3. Systematic analysis of in vitro photo-cytotoxic activity in extracts from terrestrial plants in Peninsula Malaysia for photodynamic therapy.

    PubMed

    Ong, Cheng Yi; Ling, Sui Kiong; Ali, Rasadah Mat; Chee, Chin Fei; Samah, Zainon Abu; Ho, Anthony Siong Hock; Teo, Soo Hwang; Lee, Hong Boon

    2009-09-01

    One hundred and fifty-five extracts from 93 terrestrial species of plants in Peninsula Malaysia were screened for in vitro photo-cytotoxic activity by means of a cell viability test using a human leukaemia cell-line HL60. These plants which can be classified into 43 plant families are diverse in their type of vegetation and their natural habitat in the wild, and may therefore harbour equally diverse metabolites with potential pharmaceutical properties. Of these, 29 plants, namely three from each of the Clusiaceae, Leguminosae, Rutaceae and Verbenaceae families, two from the Piperaceae family and the remaining 15 are from Acanthaceae, Apocynaceae, Bignoniaceae, Celastraceae, Chrysobalanaceae, Irvingiaceae, Lauraceae, Lythraceae, Malvaceae, Meliaceae, Moraceae, Myristicaceae, Myrsinaceae, Olacaceae and Sapindaceae. Hibiscus cannabinus (Malvaceae), Ficus deltoidea (Moraceae), Maranthes corymbosa (Chrysobalanaceae), Micromelum sp., Micromelum minutum and Citrus hystrix (Rutaceae), Cryptocarya griffithiana (Lauraceae), Litchi chinensis (Sapindaceae), Scorodocarpus bornensis (Olacaceae), Kokoona reflexa (Celastraceae), Irvingia malayana (Irvingiaceae), Knema curtisii (Myristicaceae), Dysoxylum sericeum (Meliaceae), Garcinia atroviridis, Garcinia mangostana and Calophyllum inophyllum (Clusiaceae), Ervatamia hirta (Apocynaceae), Cassia alata, Entada phaseoloides and Leucaena leucocephala (Leguminosae), Oroxylum indicum (Bignoniaceae), Peronema canescens,Vitex pubescens and Premna odorata (Verbenaceae), Piper mucronatum and Piper sp. (Piperaceae), Ardisia crenata (Myrsinaceae), Lawsonia inermis (Lythraceae), Strobilanthes sp. (Acanthaceae) were able to reduce the in vitro cell viability by more than 50% when exposed to 9.6J/cm(2) of a broad spectrum light when tested at a concentration of 20 microg/mL. Six of these active extracts were further fractionated and bio-assayed to yield four photosensitisers, all of which are based on the pheophorbide-a and -b core structures

  4. An introduction to loricifera, cycliophora, and micrognathozoa.

    PubMed

    Kristensen, Reinhardt Møbjerg

    2002-07-01

    Loriciferans, cycliophorans and micrognathozoans are amongst the latest groups of animals to be discovered. Other than all being microscopic, they have very different body plans and are not closely related. Loriciferans were originally assigned to the Aschelminthes. However, both new molecular and ultrastructural researches have shown that Aschelminthes consist of two unrelated groups, Cycloneuralia and Gnathifera. Cycloneuralia may be included in the Ecdysozoa, including all molting invertebrates, and Gnathifera are more closely related to Platyhelminthes. The phylum Loricifera shares many apomorphic characters (e.g., scalids on the introvert) with both Priapulida and Kinorhyncha, and can be included in the taxon Scalidophora, a subgroup of Cycloneuralia. Cycliophora was originally allied to the Entoprocta and Ectoprocta (Bryozoa) based on ultrastructual research. Subsequent molecular data show they may be related to Rotifera and Acanthocephala, within the taxon Gnathifera. The phylogenetic position of Cycliophora is therefore not settled, and more ultrastructural and molecular data are needed. Micrognathozoa is the most recent major group of animals to be described. They show strong affinities with both Rotifera and Gnathostomulida (within the taxon Gnathifera), especially in the fine structure of the pharyngeal apparatus, where the jaw elements have cuticular rods with osmiophilic cores. Furthermore the micrognathozoans have two rows of multiciliated cells that form a locomotory organ, similar to that seen in some gastrotrichs and interstitial annelids. This character is never seen in Rotifera or in the monociliated Gnathostomulida. Rotifera and Acanthocephala always have a syncytial epidermis (Syndermata). Micrognathozoa lack this characteristic feature. Therefore, they are postulated to be placed basally in the Gnathifera, either as a sister-group to Gnathostomulida or as a sister-group to Rotifera + Acanthocephala. PMID:21708760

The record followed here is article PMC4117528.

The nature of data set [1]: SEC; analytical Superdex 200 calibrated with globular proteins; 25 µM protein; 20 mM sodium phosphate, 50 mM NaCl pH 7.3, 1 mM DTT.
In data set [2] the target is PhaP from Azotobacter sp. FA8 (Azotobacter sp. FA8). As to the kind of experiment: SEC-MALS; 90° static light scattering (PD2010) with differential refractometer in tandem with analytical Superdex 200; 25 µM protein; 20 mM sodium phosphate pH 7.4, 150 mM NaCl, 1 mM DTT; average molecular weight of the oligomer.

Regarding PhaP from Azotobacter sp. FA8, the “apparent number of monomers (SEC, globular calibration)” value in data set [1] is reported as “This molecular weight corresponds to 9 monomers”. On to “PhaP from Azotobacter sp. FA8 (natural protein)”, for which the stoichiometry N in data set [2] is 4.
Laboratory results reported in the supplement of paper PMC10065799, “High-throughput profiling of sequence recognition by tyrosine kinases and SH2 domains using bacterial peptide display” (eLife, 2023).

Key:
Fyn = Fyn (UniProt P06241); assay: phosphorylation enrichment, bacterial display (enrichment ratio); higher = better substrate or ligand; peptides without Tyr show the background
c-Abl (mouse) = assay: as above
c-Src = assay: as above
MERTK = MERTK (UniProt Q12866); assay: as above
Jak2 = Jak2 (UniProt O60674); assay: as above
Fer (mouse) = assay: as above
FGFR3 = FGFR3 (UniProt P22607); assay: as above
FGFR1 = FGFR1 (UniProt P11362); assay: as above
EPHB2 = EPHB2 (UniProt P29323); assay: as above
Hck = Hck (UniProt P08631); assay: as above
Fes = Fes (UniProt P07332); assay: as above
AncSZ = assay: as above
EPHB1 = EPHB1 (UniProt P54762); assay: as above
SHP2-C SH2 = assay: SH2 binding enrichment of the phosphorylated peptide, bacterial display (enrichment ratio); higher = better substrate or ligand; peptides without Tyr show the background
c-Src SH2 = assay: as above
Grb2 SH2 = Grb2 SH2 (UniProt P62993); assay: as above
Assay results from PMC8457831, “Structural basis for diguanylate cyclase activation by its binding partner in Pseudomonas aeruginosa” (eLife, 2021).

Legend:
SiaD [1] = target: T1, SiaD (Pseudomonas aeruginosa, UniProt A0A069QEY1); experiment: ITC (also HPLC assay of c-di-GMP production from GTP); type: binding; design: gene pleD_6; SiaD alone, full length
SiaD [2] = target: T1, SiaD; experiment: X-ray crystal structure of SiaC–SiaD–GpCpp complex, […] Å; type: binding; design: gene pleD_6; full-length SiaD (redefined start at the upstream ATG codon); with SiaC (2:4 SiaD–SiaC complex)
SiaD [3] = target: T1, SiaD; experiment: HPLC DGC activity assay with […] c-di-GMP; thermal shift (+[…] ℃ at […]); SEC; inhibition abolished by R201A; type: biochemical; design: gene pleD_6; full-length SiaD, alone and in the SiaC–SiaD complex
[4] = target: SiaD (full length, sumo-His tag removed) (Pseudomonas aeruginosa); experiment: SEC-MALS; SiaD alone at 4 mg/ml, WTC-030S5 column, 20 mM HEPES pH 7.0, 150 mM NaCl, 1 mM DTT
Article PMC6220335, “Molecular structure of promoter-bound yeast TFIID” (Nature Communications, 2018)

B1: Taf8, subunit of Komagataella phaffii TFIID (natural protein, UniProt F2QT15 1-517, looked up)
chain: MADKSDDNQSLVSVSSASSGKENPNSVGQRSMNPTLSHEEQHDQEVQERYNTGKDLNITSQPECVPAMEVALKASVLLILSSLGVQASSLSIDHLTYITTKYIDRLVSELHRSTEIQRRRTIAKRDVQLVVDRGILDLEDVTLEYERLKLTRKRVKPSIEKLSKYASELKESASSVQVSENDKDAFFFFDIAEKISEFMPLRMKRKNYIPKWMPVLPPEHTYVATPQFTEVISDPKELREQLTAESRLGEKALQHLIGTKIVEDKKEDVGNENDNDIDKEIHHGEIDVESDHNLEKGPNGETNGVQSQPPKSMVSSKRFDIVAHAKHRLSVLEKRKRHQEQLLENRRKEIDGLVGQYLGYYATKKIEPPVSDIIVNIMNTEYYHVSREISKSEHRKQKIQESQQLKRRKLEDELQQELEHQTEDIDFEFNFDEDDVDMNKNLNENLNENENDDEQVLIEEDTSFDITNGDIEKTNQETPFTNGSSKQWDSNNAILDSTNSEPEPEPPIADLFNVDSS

5. Insights into the organization of plumatellid larvae (lophotrochozoa, Bryozoa) by means of 3D-imaging and confocal microscopy.

    PubMed

    Schwaha, Thomas F; Handschuh, Stephan; Redl, Emanuel; Wanninger, Andreas

    2015-01-01